Despite official government statistics showing a rise in the number of poor in this country, poverty actually has fallen by 12.5 percentage points in the past 40 years, according to a new study by University of Notre Dame economist James X. Sullivan, whose research examines the consumption, saving and borrowing behavior of poor households in the U.S., and how welfare and tax policy affect the well-being of the poor. The paper was presented September 13 at the Brookings Institution’s fall 2012 conference on the Brookings Papers on Economic Activity.
Trillions of dollars have been spent on anti-poverty programs, and for decades, policymakers have argued about how to make anti-poverty programs more effective.
In “Dimensions of Progress: Poverty from the Great Society to the Great Recession,” Sullivan and co-author Bruce Meyer of the University of Chicago show that, unlike the findings of previous studies, poverty has improved over time, with considerable progress having been made at reducing severe deprivation.
The study examines the extent of material deprivation in the U.S. from the early 1960s to 2010, and considers the long-run patterns of improved measures of poverty.
Sullivan and Meyer attribute some of the decline in poverty to changes in tax policy, particularly for families with children. The authors conclude that other than Social Security, cash, and noncash government transfer programs have only a minimal impact on changes in poverty.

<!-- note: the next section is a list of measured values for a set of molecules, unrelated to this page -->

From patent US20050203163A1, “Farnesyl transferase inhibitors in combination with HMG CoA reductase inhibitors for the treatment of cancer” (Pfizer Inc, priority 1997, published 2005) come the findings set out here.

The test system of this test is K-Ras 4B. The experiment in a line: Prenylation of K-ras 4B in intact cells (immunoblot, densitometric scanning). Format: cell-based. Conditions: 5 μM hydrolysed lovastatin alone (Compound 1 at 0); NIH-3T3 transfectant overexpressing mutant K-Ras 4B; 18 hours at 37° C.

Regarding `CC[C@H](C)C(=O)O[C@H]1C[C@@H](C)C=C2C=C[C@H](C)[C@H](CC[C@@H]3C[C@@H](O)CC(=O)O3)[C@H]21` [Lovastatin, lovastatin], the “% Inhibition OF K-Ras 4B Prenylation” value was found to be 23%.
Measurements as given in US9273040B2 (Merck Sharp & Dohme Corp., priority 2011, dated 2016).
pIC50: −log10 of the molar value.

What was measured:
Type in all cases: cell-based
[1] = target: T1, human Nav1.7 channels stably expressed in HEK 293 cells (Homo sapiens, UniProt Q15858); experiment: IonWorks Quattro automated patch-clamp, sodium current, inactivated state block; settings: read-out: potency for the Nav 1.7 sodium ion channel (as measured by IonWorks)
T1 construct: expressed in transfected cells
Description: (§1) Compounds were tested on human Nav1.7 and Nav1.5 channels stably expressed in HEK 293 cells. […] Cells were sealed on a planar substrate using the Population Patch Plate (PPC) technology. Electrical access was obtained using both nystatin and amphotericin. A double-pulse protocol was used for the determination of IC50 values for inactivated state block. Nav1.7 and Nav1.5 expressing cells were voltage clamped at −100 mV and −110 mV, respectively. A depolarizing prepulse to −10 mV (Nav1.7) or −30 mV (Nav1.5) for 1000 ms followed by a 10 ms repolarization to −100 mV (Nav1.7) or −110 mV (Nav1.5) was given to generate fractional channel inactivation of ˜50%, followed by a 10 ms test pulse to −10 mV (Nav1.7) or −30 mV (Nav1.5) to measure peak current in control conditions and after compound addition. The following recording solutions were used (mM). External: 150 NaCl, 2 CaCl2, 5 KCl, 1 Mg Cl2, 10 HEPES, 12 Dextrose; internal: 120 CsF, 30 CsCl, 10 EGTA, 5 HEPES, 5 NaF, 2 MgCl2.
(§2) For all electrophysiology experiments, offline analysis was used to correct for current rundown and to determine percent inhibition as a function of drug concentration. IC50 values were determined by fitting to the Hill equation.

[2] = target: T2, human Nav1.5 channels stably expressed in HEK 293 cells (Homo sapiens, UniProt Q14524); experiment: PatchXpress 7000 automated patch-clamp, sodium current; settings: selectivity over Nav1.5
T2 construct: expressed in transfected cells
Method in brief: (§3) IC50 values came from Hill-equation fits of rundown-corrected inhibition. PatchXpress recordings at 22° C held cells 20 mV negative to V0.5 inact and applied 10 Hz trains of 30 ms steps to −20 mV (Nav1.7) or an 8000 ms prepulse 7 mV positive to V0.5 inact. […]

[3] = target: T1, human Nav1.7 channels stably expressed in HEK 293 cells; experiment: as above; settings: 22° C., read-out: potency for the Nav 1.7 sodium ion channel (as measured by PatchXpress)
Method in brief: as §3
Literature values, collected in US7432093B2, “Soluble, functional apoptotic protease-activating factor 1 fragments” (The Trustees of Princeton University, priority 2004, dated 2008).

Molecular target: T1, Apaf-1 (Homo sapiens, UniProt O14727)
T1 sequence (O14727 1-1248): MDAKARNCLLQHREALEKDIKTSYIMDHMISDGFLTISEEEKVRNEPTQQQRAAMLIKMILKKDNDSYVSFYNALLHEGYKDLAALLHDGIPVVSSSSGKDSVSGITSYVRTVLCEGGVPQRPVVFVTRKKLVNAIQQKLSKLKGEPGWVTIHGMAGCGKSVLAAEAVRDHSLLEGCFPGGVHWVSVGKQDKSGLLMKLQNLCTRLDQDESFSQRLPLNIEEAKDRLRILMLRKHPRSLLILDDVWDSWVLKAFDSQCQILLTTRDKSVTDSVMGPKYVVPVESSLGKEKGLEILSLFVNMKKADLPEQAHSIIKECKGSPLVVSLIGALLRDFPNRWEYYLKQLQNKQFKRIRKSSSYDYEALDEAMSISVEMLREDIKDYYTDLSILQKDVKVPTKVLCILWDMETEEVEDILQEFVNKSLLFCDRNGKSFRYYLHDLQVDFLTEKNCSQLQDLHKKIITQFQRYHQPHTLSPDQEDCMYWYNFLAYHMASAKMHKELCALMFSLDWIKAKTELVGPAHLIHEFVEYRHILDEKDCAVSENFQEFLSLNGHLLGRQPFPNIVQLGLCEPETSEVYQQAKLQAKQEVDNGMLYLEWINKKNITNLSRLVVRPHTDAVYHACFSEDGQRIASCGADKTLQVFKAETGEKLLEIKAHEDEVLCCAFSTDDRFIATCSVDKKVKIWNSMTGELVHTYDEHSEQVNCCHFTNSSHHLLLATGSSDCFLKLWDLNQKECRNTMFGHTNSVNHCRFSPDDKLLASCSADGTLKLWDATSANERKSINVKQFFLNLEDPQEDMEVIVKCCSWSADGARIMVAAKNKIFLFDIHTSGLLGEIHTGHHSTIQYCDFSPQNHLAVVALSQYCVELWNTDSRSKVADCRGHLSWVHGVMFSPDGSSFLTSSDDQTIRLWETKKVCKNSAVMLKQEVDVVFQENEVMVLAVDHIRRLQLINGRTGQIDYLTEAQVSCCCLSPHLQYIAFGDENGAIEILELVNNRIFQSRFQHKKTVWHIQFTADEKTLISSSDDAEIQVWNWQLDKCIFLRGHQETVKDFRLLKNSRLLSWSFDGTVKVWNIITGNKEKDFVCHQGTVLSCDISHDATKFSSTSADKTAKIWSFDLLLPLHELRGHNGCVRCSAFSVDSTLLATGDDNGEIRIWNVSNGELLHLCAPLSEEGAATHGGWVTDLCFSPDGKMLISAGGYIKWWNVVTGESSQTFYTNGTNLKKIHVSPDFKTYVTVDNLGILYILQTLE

Census poverty figures are based on a narrow measure of income that often doesn’t accurately reflect an individual’s true economic circumstances, and Sullivan and Meyer argue that a poverty measure based on consumption would do a better job of capturing well-being than one based on income. (A wealthy retired couple living off their assets, for instance, may have very low income, but this does not mean they are poor).
According to the authors, evidence suggests that consumption is better reported than income by families with few resources, and those who are consumption-poor are very different from those who are income-poor—with the consumption-poor population being noticeably worse off. The study shows that the consumption-poor are less educated, less likely to own a home and less likely to be a single individual or elderly than those in the income-poor group. Since the consumption-poor are more likely to live in married parent families with children, future anti-poverty efforts should focus more on families with children.
A different measure of poverty that’s based on consumption, rather than income, would not only measure poverty more accurately, but would lead to a better understanding of the effects of policy and would help lawmakers craft policies to better serve the nation’s poorest.
Originally published at newsinfo.nd.edu.